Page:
Shane Warne’s feud reignition with Steve Waugh speaks more to his mental constitution than it does expose Waugh’s incompetency. And that’s fine, writes RYAN VREDE.
The Netflix series The Last Dance taught me many things about the mentality of elite athletes, among those that they are petty creatures prone to remembering things others would deem inconsequential.
Indeed, they’d not only remember, they’d also use it to underpin theories they’ve held about opponents, or in Warne’s case, teammates.
Warne, reacting on a piece by Cricinfo exposing Waugh as being some distance ahead of his nearest rival for involvement in run-outs during his international career and a follow-up video by Rob Moody showing each of the 73 times Waugh’s batting partner was run out, rolled out his now age-old accusation that Waugh was ‘… easily the most selfish player I’ve ever played with’.
Wow !!!!! https://t.co/7p4tWvjp1h
— Shane Warne (@ShaneWarne) May 15, 2020
‘Wow!’ Warne’s salt-flavoured tweet began. ‘So S Waugh was involved in the most ever run outs in test cricket (104) & ran his partner out 73 times – is that correct? Mmmmmmmmm’. It wasn’t correct, the numbers reflected all internationals. But Warne wasn’t about to let this minor detail derail the hate train.
Wow ! So S Waugh was involved in the most ever run outs in test cricket (104) & ran his partner out 73 times – is that correct ? Mmmmmmmmm https://t.co/TpEnbnDG1q
— Shane Warne (@ShaneWarne) May 15, 2020
The pair have history and Warne has struggled to move on, despite his protestations to the contrary, primarily advanced through the assertion that he has selected Waugh in his all-time best Australia team.
Warne has made no secret of his anger at being dropped by Waugh for the final Test of the 1999 series against West Indies in the Caribbean. The leg-spinner had been uncharacteristically average and deserved the chop. Australia won but Warne couldn’t let it go, writing in his autobiography: ‘I lost a bit of respect for him after that. I believe he should have backed me – as I always believed the art of captaincy is to support your players and back them every time. This gains the respect from the players and makes them play for you. He didn’t, it’s history, but I never found it easy with him after that.’
Not even the ocean is this salty.
It is juvenile and amusing, but not surprising. Warne shares a penchant for the petty with arguably the greatest athlete of all time, Michael Jordan. ‘His Airness’ had a long memory when it came to incidents where he had felt wronged, undermined or both. The vast majority of elite athletes do and it often serves as a catalyst for exceptional performance, irrespective of whether the slight was legitimate or only perceived to be legitimate.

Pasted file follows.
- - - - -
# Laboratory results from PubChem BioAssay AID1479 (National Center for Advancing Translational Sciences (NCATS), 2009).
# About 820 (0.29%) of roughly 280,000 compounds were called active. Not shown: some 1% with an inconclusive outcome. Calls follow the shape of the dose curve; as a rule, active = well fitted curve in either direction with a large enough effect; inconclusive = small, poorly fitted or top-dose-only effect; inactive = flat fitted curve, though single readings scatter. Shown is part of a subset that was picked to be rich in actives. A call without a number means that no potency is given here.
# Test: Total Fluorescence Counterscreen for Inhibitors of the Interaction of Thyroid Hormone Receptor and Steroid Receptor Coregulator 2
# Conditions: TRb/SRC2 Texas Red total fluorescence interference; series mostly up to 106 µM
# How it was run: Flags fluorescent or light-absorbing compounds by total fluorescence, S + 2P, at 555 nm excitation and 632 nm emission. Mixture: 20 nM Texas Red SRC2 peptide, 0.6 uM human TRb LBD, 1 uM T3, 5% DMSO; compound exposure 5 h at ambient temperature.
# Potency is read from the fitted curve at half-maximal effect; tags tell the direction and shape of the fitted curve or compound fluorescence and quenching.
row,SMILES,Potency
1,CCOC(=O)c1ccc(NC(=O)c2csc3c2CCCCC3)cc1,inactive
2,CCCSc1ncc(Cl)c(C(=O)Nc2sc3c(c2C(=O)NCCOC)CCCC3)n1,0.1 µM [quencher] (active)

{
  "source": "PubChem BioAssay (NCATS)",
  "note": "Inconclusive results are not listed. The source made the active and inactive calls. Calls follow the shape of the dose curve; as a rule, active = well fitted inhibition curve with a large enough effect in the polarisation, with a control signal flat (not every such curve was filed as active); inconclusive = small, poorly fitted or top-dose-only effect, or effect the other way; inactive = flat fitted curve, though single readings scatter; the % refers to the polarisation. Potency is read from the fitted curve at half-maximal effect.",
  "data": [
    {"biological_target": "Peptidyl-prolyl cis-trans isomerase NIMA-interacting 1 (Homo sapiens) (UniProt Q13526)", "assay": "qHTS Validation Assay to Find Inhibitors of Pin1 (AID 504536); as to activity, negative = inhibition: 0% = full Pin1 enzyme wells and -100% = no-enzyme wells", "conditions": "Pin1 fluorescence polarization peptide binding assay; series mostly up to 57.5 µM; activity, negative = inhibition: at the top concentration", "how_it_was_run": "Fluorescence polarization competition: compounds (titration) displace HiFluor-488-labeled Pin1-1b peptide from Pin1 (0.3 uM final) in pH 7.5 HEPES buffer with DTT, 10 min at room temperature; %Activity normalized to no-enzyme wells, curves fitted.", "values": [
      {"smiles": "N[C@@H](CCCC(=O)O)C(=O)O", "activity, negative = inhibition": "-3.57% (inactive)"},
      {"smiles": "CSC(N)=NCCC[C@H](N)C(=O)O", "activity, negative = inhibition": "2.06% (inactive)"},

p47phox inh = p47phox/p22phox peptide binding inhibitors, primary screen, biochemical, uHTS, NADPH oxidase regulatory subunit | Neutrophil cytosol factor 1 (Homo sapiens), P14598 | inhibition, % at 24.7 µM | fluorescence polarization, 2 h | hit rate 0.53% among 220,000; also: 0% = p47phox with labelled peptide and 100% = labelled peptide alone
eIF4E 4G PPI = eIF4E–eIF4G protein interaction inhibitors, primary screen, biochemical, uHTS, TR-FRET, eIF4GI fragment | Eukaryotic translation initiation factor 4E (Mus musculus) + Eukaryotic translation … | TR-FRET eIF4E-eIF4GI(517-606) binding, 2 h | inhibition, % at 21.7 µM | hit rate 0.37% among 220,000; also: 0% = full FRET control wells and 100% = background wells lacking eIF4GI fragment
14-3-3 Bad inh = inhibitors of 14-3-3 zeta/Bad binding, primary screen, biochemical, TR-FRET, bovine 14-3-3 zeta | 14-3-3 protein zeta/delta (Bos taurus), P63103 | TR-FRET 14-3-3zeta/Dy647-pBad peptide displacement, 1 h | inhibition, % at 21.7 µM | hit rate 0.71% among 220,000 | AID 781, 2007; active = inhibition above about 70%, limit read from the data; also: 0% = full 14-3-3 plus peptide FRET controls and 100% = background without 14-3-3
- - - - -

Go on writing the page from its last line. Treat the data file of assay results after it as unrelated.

This one isn’t legitimate. I’ve watched Moody’s video. An hour of run-outs isn’t something I’d usually watch, but I did so that you wouldn’t have to (and I strongly recommend you don’t because there are a myriad better ways to spend an hour).
I wanted to give up after the first four run-outs, none of which were Waugh’s fault. This was consistent throughout the video. There were moments of exceptional fielding, over-enthusiastic partners, poor calling between the partners and, yes, incidents where Waugh was at fault. Those, however, were nowhere near prevalent enough to support Warne’s theory.
Even Moody tweeted: ‘I’m one of the biggest Steve Waugh fans ever! I have lovingly recorded every ball of his Aus career since I was a kid in the 80’s. I posted the video specifically to show Waugh WASNT at fault for all the 73 run outs!’
Waugh played at a time when super-athletes, the likes of which are commonplace in the modern game, were outliers. Waugh’s conditioning was adequate for the demands of the game during that time, but for the majority of his career he played in Australia teams with players’ conditioning reflecting their love for the social dimensions of cricket. This counted against Waugh and his teammates when trying to make up the 22 yards they needed to, but was a strength on nights out.
Most importantly, Warne overlooks the fact that Waugh, who ranks 11th in the all-time Test run-scorer’s ranking, spent more time in the middle than most elite batsmen in the game’s history. Furthermore, he is the 34th-highest run-scorer in ODI history.
Simply put, there was more chance of run-outs happening by virtue of the time spent at the crease. It’s therefore no surprise that the run-out list is populated by some of the game’s great batsmen, including Rahul Dravid, Sachin Tendulkar, Mahela Jaywardene and Inzamam-ul-Haq, who complete the top five for involvement in run-outs in all internationals.
Warne probably is never going to let his low regard for Waugh go. Jordan still hates Isiah Thomas for something that happened in the 90s. It’s how most elite athletes are wired.
But Warne would be well advised to root his grievances in fact. Facts don’t make for entertaining feuds, though.